This tutorial will walk you through debugging amd64AT&T ASM using the GNU as assembler and gdb. Why would you ever want to do this? More than likely you were sitting around bored drinking cocktails and decided to give assembly a try.
If you are running an amd64 distribution of Linux, you just need gdb, ld, and as installed. Otherwise, you need to download VirtualBox and install amd64 Linux to follow along. The distribution shouldn’t matter.
We are going to use an example application that is fairly common. It comes from the book Programming from the Ground Up by Jonathan Bartlett. In this example, we have attempted to take their code and port it to amd64 using the extra 32-bits of each register. This isn’t out of necessity, but for a learning exercise – in fact, only using the first 16-bits will dramatically increase portability. However, we have made a mistake somewhere, and our application is having unexpected output.
Essentially, what this application does is takes the list of numbers defined at the top and outputs the largest of them as the return value of the application. Simple stuff. Lets take a look at the code:
The expected output would be 222. In fact, before our alterations it did output 222. But when we tried to use the second half of the registers, the application started returning 0. Let’s step through this in GDB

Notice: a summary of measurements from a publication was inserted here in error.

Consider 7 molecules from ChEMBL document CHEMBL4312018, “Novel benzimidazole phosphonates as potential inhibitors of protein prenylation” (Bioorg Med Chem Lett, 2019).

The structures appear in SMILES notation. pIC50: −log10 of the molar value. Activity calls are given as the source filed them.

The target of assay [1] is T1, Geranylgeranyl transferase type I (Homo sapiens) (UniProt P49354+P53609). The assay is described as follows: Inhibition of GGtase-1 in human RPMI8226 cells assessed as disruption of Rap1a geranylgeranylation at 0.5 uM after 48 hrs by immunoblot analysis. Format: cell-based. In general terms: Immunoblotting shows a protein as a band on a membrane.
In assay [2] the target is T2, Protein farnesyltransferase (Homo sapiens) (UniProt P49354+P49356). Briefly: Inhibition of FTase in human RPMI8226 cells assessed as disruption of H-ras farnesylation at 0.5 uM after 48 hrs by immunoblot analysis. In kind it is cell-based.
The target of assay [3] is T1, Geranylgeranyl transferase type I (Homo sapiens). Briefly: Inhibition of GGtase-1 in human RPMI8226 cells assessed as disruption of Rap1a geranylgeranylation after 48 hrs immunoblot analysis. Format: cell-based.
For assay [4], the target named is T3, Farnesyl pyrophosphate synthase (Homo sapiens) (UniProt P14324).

Assembling and Linking
We need to include debugger symbols in the resulting object file from as
Using man as, we can see the command --gstabs+ which will include the stabs debugging information with GNU extensions for gdb. So lets use that.
Next, we need to pass our object file through the linker, which should leave our symbols intact.
Loading into GDB
Now lets drop into a debugging session with gdb
We want to drop a breakpoint at the entrypoint of the application, run the application, and then step through until we place 3 (the first value) into the register.
Here, we use b to set a breakpoint at _start. We then use s to step through the application line by line. Since the symbols stored here are from our ASM source file, we don’t need to use si. We get to the point where our value has been placed in the register %rax and we print the values of all the registers.
That looks okay, we have 3 loaded into the register like we expected. Let’s move onto the next value to see what happens.
Woah! Now that is weird. What is going on here? What is this 287762808832 number? Where did it come from? Let’s step again to see if this madness continues.
We have returned to sanity. The next number is 67. So then why was there a nonsensical number between 3 and 67? Let’s exit out of the debugging session and take a look at the source file again.
In our source file, specifically this line, we notice something is off:
We are loading in our number 4 bytes at a time, but they are defined as an array of .quad which are 8 bytes. So our mysterious number showing up between values is in fact the remaining 4 bytes of each number we are storing!
We update both occurences of this line to:
Re-assemble and re-link, and our problem is solved!
You just debugged your first assembly programming using GDB!